For the two years that I lived in Honduras, I lamented the lack of lemons in my life. Yes, the grocery aisles and markets were over-flowing with perfectly round juicy LIMES. There were the ubiquitous varieties of limes I had never heard of- all of which I wishfully put to the test, hoping that there was a lemon substitute in the bunch. Not the case. It is subtle, but there are distinct differences in the flavors of a lemon and a lime. A lime is more astringent, but boasts a lower acidity whereas a lemon has the flowery citrus sweetness that I missed so much while living in Honduras.
Optimistic that Mexico would be different in the citrus realm, I eagerly searched the aisles upon my arrival. I should have known from past experience, gained while prepping and creating in restaurant kitchens, my pursuit would end in disappointment. I do not think a Latino compañero ever handed me the proper fruit, whether I asked for a lemon or a lime. Until I learned I had to specify limes and lemons by their color, there was always confusion. No, sadly, there are no lemons in Mexico; which means there is no lemon meringue pie, Caesar dressing, gremolata, hummus-- the tasty tart lemon-dependent items are endless.
I was not going to easily accept my "lemonless" fate. Life without lemons. Really? While living in the States, my kitchen was consistently stocked with lemons. A squeeze from this magical fruit is usually all that is needed to elevate a sauce, round out a soup, or start a dressing. Clearly a basic necessity to every culinary artillery. I interrogated the fruit and vegetable vendors at any and all markets, and yes, "yellow limes", as they are called here in Mexico, do grace the stalls-- but rarely. Noticing the great variety of citrus trees lining the streets of most neighborhoods, I deduced that there had to be a lemon tree among the bunch. And sure enough – there they were – holy goddess of acidic wonders! Lemon trees! Tons of them! For five blocks the center medium of a fairly busy street was lined with lemon trees, heavy as Sniff caring twins in her tenth month, the trees were loaded with this unappreciated, unwanted fruit, totally neglected, and falling all over themselves to deliver their precious fruit to me.
Like a tattered and starving wanderer emerging from the desert after months of eating and drinking sand, I sprinted towards the vision of bright yellow orbs bobbing among the foliage. As I picked the lemons, I got the strangest looks from people driving by in their cars-- perhaps, because I was leaping around screaming with ecstatic joy, perhaps, because these were the ugliest lemons on the planet. Bulbous warty things, which I later discovered have a very thick pith, but taste straight-up of lemons.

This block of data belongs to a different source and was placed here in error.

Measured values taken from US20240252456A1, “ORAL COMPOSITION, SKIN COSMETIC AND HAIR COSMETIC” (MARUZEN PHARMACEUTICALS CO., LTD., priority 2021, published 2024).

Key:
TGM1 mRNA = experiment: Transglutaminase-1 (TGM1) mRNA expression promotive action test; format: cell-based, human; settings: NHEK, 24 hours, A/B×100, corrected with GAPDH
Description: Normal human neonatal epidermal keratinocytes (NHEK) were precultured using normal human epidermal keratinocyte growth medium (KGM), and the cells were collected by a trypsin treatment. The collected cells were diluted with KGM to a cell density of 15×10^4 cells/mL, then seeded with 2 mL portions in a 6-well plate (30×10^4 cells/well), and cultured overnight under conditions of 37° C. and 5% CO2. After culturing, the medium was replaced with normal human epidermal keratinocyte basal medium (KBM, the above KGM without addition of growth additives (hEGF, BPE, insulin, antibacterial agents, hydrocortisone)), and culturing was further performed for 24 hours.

And when life gives you lemons… make lemon curd! Please do not be put off by the name, which unfortunately sounds like turd or curdle, conjuring up smells and sights that should not be found near a kitchen. Hmmm... lemon curd: to me it is the perfect pudding. Brits keep jars of it in their fridge and slather it on their toast in the morning. It is a luxurious filling for pies, tarts, cakes and cookies. I like to eat it with fresh berries, sometimes cutting it with a bit of whipped cream to make it fluffier and lighter in flavor, or simply naked, spoon to mouth. Tart, creamy, mouthwatering curd. The only unfortunate side effect of making lemon curd is, the lemons disappear faster than I can pick them. So, I keep a jar of preserved lemons in the fridge as well, and all is right with the world.
Sherry Yard’s Master Lemon Curd recipe is spot-on, and even more irresistible if you use Meyer lemons.
LEMON CURD – recipe taken from The Secrets of Baking by Sherry Yard
2/3 cup sugar
2 tablespoons finely chopped OR grated lemon zest
3 large eggs
4 large egg yolks
1/2 cup fresh lemon juice
1/4 cup fresh lime juice
4 tablespoons (1/2 stick) unsalted butter, chilled and cut into 1/2-inch cubes
1. Prepare an ice bath using a large bowl to hold the ice. Fill a medium saucepan 3/4 full of water and bring to a simmer over medium heat.
2. Combine sugar and lemon zest in a food processor and pulse until sugar is yellow and very fragrant, about 1 minute. The friction of the machine heats up the zest, releasing its oils into the sugar. (Alternatively, use a mortar and pestle or a small bowl and a fork to blend the two together.)
3. Combine the lemon sugar, eggs and egg yolks in a medium heatproof bowl and whisk together 30 seconds to distribute sugar evenly, which prevents premature coagulation. Place the bowl over the simmering water and immediately begin whisking. Whisk continuously for 15 seconds, or until sugar dissolves. To see if the sugar has dissolved, place a finger in the mixture. If you feel gains, continue to whisk.
4. Add lemon and lime juices and cook, whisking continuously, about 5 minutes. Use a rubber spatula to scrape the sides and bottom of bowl from time to time. Insert a thermometer and check curd's temperature. The curd is done when it has the consistency of sour cream and a temperature of 160 degrees F. Rinse and dry the food processor, if using.
5. Transfer curd to the food processor or large bowl. Pulse while you add butter, piece by piece, or whisk it in by hand. Once all butter has been added, pulse or whisk for 10 seconds, or until texture is homogenous. Rinse and dry the heatproof bowl.6. Strain curd through a fine-mesh strainer back into the bowl and set in ice bath to cool. Cover with plastic wrap, pressing it directly onto surface of curd to prevent a skin from forming. Stir curd occasionally until it has cooled completely. At this point, the curd can be used or refrigerated in an airtight container for up to one week.
NOTE: For a richer curd, increase butter to 1/4 pound (1 stick).